Brow Beat

The Shape of Water’s Sign Language Coach on the Film’s Oscar Victory and Teaching Sally Hawkins How to Sign

Sally Hawkins and Octavia Spencer in The Shape of Water
Sally Hawkins and Octavia Spencer in The Shape of Water.
Fox Searchlight

Sign languages played an unusually visible role during this year’s Academy Awards: Marlee Matlin, the only deaf woman ever to win for Best Actress, was shown signing in that category’s introductory montage; Baby Driver, which costarred deaf actor CJ Jones, was nominated for several awards; and The Silent Child, about a deaf girl who learns to sign, won Best Live-Action Short. On top of all that, the biggest award of the night, Best Picture, went to The Shape of Water, whose protagonist is mute janitor Elisa (Sally Hawkins), who communicates using a period-specific version of American Sign Language.

To make sure Hawkins got it right, the production hired two ASL coaches, one of whom was Amanda Richer, an actress, director, and producer whose breakout role was on the Canadian kids show Deafplanet in 2003. I spoke to Richer via email about what she thought of this year’s Oscars, her experience working on The Shape of Water, and that one particularly profane fingerspelling scene.

How did you become involved in The Shape of Water?

A friend of mine, who was working in the production office at the time, reached out asking if I’d like to meet with Sally. Naturally, without hesitation, I said yes. We met for tea and chatted all about ASL, film, life … a few weeks later I was in studio working alongside her.

What was an average session like?

We met every day for 3 hours for the month and a half prior to shooting. We did a lot of repetition. Every day was a new point of focus. Once we got into production, Sally and I would meet before to run her lines for that day and I stayed close by the monitor in case she needed anything. Sally is an extremely hard worker and an unbelievable actress, so she made my job easy. I’m so proud of her work, Oscar-worthy.

The ASL used in the film isn’t entirely contemporary ASL, is it? I’ve read that it’s meant to be period-specific.

Correct. The ASL that Sally used in the film is from the 1960s. During that time period, ASL was very English-based. I did a lot of research and had a friend who is also an ASL Coach/Consultant and certified in Deaf Culture and ASL Linguistic to bounce things off of. It’s amazing how ASL has changed over the years, just like any other language.

What did you think of the final result and how ASL figures into the finished film?

When I saw the film for the first time at TIFF, I was beaming with pride. Sally was truly remarkable. Every scene with ASL had such a profound emotional impact. One look, one sign can really be so powerful. I always told Sally she was the perfect Elisa, because she’s naturally so expressive and feels everything.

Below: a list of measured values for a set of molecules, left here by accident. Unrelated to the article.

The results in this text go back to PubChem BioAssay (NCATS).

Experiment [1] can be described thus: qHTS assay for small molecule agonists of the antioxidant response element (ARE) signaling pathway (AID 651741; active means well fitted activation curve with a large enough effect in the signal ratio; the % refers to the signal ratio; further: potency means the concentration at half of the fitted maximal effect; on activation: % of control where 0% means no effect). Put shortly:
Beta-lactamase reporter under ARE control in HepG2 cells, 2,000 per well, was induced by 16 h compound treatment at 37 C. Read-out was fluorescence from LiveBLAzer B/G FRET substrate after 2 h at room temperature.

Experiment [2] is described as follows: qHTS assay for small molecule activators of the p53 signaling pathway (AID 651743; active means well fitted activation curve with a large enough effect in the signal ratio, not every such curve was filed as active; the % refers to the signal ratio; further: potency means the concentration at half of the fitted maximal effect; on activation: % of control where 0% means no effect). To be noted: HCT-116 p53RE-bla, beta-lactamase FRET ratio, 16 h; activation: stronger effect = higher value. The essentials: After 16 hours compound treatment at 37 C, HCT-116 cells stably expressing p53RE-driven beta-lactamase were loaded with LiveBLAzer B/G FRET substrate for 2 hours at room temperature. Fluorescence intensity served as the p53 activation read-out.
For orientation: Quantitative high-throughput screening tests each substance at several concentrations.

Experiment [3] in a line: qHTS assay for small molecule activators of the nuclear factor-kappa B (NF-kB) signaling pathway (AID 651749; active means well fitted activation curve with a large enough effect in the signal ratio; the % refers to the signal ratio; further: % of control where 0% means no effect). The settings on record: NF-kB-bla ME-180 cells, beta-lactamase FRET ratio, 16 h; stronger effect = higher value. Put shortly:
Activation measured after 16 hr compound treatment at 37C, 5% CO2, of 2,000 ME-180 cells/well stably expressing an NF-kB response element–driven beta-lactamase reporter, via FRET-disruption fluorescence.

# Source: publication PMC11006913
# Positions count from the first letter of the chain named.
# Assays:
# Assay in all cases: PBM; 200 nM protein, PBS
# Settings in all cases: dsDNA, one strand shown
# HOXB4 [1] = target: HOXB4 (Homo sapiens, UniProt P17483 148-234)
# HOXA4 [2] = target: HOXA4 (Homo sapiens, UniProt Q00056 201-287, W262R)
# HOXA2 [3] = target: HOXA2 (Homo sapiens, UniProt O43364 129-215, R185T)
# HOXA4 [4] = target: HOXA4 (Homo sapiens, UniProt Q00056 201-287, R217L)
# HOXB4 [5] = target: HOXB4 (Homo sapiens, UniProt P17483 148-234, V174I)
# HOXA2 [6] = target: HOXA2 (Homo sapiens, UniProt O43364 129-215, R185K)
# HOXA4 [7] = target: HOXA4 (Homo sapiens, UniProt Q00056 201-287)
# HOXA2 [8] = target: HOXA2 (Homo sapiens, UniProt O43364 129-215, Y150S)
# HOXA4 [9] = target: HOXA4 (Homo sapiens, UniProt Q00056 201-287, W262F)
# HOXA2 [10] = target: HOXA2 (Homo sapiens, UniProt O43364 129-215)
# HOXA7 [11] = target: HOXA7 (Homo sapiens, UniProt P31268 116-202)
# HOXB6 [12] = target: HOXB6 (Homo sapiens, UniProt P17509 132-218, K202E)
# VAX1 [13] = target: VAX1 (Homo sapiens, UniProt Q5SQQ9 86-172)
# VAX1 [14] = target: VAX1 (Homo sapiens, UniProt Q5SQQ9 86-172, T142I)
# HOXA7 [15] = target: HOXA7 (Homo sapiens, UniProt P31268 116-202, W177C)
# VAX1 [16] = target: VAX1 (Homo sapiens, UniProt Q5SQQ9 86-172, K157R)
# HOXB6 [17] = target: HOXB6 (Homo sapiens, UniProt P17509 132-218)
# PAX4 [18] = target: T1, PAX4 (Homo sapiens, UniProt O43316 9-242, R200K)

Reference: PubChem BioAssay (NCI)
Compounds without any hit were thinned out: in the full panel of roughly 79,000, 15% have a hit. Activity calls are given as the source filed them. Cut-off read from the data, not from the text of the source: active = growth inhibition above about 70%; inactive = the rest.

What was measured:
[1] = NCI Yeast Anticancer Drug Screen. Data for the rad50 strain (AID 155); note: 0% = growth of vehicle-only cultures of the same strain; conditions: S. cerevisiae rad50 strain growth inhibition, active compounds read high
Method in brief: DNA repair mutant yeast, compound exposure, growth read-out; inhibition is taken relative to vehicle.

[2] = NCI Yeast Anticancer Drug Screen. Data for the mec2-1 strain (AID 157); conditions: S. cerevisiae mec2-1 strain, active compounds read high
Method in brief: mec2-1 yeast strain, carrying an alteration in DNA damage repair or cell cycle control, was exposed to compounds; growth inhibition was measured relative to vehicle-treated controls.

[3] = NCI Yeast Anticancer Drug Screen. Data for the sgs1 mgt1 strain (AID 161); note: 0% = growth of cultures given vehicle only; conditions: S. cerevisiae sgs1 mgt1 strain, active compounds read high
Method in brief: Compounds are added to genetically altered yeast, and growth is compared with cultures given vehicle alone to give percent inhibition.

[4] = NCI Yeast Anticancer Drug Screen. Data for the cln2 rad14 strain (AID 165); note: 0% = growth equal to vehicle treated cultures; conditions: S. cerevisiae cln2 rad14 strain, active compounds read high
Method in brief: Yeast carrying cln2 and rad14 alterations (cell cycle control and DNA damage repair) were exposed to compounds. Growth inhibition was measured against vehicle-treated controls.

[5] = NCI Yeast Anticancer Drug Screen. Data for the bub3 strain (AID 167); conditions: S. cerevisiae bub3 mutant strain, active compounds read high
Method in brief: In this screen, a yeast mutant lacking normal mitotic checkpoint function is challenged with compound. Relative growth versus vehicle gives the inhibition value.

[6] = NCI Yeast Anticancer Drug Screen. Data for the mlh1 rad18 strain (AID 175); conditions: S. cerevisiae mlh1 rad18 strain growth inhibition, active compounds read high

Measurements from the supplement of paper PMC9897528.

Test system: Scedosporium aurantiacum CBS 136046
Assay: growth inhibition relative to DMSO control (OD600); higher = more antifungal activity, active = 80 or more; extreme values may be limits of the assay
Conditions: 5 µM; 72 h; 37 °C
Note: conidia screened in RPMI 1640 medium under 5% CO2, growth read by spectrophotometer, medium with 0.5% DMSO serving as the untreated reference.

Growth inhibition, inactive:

Speaking of expressive, I’m a fan of the F-U-C-K-Y-O-U scene, personally.

After we shot that scene the crew would come up to me and spell it out. I was like, yes! If the crew is signing the letters, then the audience will too!

Sally Hawkins signs "F-U-C-K Y-O-U" in American Sign Language
Fox Searchlight

Were you watching the Oscars this year?

I was watching the Oscars. I am so happy they won.

What did you make of Rachel Shenton’s speech in BSL?

I thought Rachel Shenton’s speech was perfect, and with the platform she had, it needed to be said. So many children are born into a world of silence. The barriers that deaf children and adults face on a daily basis are something people don’t understand or generally think about.

The cool thing about Rachel signing in BSL is that it shows people sign language is different all over the world. I can’t wait to watch her film.

What advice do you have for filmmakers who want to incorporate sign language into their projects? Do you think it’s important to cast deaf actors in roles that use ASL? Or is it enough to have deaf talent involved behind the scenes?

There are so many incredibly talented working deaf actors and behind-the-scenes professionals that could inject a true sense of authenticity and legitimacy into these characters and projects. My advice to filmmakers looking to incorporate sign language into their art is not to shy away. Deaf actors, ASL coaches, interpreters and script supervisors can all work together to avoid any miscommunication on set and ensure each performance is delivered with mastery and accuracy.

ASL can have such a profound impact in a scene. There is such a power in silence and unspoken script. It truly is an all-encompassing language that flows throughout every inch of you and can really provoke an emotional response.

Marissa Martinelli is a Slate editorial assistant.